They superimpose whiteness and homeland retroactively, which is why many white supremacists try to claim ancient Greek civilization, pre-Roman Scandinavian culture, and even Egypt as white to perpetuate that idea that their colonial world has been around for forever and, thus, must continue to exist in the future.
How dangerous and violent this world has been to the people it has colonized is of no concern. White people are afraid of ceasing to exist without their empire, without the riches, plunders, and benefits of whiteness. They are terrified of not being able to live post-white supremacy, of being without their Asgard, and even often call upon people of color to help them protect their colonial capitalist world.
But Diasporic Africans are hundreds of years ahead of them in these experiences of loss, and at their hands no less. Still, we move and live. We have resisted, we have built, we have thrived. Our bodies contain within themselves memories, land, language, history, country, roots, and home, and our roots are everywhere.
Thus, Indigenous peoples are the most equipped to lead us in a future world—post-white supremacy, post-capitalism, post-colonialism. I argue that diasporic Africans, too, are survivors of the apocalypse.
Having lived through the Middle Passage, slavery, racial caste, language and cultural destruction and loss, land and nation loss, assimilation, abuse, all the ages of discrimination and de facto and de jure white supremacy in all the lands we were brought to, and so much more, diasporic Africans have influenced and supported Indigenous survivance as well.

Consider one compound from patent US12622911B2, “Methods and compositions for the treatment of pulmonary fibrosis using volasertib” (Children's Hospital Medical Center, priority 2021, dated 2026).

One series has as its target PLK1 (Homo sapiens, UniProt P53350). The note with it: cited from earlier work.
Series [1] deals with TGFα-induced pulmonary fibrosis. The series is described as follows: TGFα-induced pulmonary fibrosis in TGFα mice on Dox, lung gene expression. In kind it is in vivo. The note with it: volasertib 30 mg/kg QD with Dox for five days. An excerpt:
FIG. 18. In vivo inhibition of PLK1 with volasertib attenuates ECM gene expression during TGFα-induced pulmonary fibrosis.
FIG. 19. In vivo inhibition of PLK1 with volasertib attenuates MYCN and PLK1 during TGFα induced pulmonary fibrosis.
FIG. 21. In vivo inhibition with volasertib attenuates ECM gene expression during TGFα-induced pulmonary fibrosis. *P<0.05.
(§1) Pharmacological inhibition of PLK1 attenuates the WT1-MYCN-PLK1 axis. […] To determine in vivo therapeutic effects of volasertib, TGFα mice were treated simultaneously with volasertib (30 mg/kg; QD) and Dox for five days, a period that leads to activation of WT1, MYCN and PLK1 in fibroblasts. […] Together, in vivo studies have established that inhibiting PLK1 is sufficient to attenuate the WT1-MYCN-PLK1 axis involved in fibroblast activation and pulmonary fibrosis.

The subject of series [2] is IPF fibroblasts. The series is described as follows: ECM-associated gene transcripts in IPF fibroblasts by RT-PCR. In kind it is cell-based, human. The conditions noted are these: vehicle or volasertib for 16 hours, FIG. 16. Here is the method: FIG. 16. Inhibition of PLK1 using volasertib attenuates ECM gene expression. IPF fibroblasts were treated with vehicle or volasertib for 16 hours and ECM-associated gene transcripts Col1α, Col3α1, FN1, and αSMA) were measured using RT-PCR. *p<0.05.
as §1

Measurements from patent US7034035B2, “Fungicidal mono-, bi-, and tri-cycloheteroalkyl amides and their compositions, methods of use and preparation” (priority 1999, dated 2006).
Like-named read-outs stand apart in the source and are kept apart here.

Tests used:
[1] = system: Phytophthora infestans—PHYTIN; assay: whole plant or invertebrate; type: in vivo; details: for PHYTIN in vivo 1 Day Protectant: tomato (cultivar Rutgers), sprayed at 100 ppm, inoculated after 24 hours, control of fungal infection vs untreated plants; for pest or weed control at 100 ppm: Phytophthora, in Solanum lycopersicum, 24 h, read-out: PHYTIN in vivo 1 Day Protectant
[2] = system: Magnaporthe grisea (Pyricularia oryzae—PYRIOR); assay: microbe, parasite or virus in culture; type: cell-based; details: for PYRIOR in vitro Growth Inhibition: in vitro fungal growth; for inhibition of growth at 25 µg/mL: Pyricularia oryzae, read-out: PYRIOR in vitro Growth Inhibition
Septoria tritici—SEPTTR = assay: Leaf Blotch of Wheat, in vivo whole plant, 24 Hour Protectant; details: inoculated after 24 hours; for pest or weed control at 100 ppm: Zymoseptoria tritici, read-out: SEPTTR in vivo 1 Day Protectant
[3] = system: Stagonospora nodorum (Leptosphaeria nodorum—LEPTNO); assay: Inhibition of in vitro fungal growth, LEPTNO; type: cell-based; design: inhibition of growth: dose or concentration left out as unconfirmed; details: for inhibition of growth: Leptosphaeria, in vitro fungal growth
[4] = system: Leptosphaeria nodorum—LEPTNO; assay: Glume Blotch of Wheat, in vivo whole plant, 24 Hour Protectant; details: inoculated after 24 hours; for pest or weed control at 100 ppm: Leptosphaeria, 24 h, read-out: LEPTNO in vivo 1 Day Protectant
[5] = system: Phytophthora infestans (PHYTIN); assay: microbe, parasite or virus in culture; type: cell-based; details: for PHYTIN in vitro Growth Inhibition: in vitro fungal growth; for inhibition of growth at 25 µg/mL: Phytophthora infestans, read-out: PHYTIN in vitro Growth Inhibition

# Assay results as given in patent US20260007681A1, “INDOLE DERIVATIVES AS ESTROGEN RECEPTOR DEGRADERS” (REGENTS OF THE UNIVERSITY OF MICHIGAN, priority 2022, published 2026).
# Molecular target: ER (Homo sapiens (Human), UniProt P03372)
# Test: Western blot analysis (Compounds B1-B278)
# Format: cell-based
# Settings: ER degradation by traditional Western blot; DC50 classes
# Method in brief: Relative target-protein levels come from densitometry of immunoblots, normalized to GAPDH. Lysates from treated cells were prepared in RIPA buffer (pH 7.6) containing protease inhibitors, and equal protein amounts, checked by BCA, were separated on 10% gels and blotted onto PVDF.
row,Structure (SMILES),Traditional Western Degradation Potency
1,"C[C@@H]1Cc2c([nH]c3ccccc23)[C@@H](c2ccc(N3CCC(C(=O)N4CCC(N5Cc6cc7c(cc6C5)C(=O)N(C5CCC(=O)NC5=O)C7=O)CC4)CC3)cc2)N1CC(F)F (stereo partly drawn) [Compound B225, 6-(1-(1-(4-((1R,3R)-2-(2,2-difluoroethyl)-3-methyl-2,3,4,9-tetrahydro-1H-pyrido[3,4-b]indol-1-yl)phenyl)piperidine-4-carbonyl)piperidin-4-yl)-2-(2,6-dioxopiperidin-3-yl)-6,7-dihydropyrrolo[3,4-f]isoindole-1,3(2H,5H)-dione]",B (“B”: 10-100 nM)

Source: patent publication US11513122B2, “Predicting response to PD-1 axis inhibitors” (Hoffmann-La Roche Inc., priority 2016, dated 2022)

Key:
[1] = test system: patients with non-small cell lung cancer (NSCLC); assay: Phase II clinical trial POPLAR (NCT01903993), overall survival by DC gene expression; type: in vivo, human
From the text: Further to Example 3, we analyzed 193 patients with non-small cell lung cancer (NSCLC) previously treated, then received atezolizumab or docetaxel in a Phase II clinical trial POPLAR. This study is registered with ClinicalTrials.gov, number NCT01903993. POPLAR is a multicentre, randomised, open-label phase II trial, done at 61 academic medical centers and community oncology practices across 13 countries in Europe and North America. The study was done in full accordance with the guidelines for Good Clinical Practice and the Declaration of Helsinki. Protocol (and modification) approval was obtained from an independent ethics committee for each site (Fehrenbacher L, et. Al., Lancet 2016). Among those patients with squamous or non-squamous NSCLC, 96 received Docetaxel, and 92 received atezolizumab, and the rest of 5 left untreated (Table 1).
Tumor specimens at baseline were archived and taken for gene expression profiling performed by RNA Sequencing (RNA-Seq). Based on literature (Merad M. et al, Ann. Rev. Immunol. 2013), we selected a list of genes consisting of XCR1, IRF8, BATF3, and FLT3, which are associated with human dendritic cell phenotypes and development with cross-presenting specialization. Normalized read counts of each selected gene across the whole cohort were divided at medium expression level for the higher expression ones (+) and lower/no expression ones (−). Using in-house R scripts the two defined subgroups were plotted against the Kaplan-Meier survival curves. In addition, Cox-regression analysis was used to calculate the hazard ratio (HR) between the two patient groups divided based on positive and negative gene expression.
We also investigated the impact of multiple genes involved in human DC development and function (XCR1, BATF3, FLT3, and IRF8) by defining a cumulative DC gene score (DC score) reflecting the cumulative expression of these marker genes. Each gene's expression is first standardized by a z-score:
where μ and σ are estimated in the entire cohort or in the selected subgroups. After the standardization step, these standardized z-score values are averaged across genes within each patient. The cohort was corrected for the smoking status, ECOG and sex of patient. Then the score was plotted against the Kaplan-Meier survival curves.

We too can lead in this new post-colonial world.For half of my life the Queen was forever 21, straight backed, and going places (on a horse!). I was even given the middle name “Anne” – as in, “Princess”. In strictly definitional terms, for instance, the United States might also be described as a postcolonial country, but it is not perceived as such because of its position of power in world politics in the present, its displacement of native American populations, and its annexation of other parts of the world in what may be seen as a form of colonization.
Third World Approaches to International Law, or ‘TWAIL’, is a response to both the colonial and postcolonial ethos of international law. It is also one of the most explicitly articulated juridical and political spaces in which to think about an international law beyond its (post)coloniality.
Key Terms in Post-Colonial Theory You should read over the following definitions in order to understand some of the basic ideas associated with post-colonialist literature: colonialism: The imperialist expansion of Europe into the rest of the world during the last four hundred years in which a dominant imperium or center carried on a.
Before colonialism, there were only bush back roads through which men trekked with goods on their backs.
During colonialism roads were built. In pre-colonial times the absence of public security made investment in Africa too risky. Post-colonialism, investment flowed. We too can lead in this new post-colonial world.
Black rebellion, abolition, resistance, and Afro-futurism has existed as an example to many other colonized communities, including homeland African and non-Black Indigenous ones.